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Actually it has absolutely nothing to do with intelligence. It's psychology, and has to do with how our brains our wired.

If you do an experiment with even the most intelligent people in the world, it will still take them longer in the abstract case than the specific one. (e.g. "how much is this beer worth?" vs "is this beer worth $2?")

Mitchell Fujino
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*doublepost*

Roberto Dillon
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I think the analogy between the beer and the PS case is kind of flawed: in the beer case, without the worst/decoy item, more people would get the premium beer and spend more money. By adding it, more people pick the average one instead and the shop gets less income in the end! Silly move, right? ;)

What the pointless 4 hours option actually does, is to set a standard and then make the next option look like a much better bargain. Without it acting as a comparison term, many people would already see the 7 days as way too expensive and don't buy anything at all.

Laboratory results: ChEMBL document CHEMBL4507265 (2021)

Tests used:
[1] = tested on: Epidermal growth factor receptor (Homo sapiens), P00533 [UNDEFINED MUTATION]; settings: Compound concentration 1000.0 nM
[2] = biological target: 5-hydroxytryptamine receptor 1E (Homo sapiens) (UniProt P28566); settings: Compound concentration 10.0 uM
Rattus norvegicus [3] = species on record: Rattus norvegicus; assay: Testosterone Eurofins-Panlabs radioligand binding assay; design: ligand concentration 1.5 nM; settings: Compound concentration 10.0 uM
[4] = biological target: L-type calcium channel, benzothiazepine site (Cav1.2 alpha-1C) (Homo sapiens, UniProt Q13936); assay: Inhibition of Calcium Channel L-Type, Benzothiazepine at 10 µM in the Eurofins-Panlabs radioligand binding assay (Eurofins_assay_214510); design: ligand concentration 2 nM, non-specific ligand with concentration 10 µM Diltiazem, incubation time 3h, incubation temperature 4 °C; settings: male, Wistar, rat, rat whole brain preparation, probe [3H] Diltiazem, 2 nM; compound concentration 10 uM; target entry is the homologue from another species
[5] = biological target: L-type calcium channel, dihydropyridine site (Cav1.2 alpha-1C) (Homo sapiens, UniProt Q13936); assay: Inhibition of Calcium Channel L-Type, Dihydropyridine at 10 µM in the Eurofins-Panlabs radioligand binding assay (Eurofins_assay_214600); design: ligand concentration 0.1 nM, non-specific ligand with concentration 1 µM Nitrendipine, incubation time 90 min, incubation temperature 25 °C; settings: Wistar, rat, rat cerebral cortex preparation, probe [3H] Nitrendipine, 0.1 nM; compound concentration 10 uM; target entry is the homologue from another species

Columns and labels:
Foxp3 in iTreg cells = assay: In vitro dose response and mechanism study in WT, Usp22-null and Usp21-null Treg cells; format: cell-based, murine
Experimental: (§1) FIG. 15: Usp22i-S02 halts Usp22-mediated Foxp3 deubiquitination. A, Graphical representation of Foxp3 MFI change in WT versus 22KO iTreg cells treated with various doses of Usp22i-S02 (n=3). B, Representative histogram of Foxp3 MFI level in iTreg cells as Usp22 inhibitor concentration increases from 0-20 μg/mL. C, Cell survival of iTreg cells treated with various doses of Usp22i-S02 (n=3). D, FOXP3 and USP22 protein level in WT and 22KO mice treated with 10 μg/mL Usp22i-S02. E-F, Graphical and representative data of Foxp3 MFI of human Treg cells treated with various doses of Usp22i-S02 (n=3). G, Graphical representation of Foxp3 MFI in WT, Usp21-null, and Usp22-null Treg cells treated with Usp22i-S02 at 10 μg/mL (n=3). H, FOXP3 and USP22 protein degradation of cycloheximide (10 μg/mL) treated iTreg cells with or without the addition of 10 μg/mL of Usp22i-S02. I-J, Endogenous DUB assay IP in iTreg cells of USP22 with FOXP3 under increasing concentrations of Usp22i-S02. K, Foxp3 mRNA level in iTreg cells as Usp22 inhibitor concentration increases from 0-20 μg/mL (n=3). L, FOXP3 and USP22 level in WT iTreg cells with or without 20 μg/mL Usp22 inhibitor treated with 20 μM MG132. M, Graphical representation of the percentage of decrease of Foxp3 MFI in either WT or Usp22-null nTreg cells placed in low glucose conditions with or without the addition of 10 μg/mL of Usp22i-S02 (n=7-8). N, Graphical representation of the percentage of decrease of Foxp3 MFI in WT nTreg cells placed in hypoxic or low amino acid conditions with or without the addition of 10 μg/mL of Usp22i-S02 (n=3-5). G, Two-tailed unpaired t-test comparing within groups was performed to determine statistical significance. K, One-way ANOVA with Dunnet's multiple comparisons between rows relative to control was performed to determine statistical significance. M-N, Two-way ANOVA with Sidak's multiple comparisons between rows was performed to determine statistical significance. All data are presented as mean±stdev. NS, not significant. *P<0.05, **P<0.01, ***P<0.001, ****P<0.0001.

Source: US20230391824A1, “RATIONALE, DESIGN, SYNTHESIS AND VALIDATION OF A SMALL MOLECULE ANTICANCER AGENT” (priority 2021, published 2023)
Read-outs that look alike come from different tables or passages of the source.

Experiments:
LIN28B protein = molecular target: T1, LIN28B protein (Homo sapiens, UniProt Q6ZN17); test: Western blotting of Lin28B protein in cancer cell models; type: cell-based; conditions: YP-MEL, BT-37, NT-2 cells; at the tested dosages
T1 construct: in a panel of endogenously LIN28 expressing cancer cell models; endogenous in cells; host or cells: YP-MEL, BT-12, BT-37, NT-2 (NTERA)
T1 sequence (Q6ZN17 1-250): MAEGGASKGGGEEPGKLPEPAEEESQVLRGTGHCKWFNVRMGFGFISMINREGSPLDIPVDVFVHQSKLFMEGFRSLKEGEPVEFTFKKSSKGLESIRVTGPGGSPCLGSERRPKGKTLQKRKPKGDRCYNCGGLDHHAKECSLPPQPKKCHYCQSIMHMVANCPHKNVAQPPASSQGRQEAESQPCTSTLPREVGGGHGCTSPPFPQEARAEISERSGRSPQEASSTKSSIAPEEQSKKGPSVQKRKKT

The right analogy with the beer would be to see how many people actually bought the different 6 packs in the two cases and compare revenue to determine the effectiveness of the decoy.

Chris Hellerberg
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The analogy is fine. Analogies are used to showcase a particular point, which this one does. If you're looking for "flaws" like that in analogies, every and any single one has some because you are by definition comparing two (or more) different things.

Marvin Papin
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Wopppoopopop. Stop a minute. Nobody thought about the eventuality of a mistake ?

Do the graph with 4d, 5$.

And it sounds like a pretty normal evolution in that case.

I bet on an error...

Marvin Papin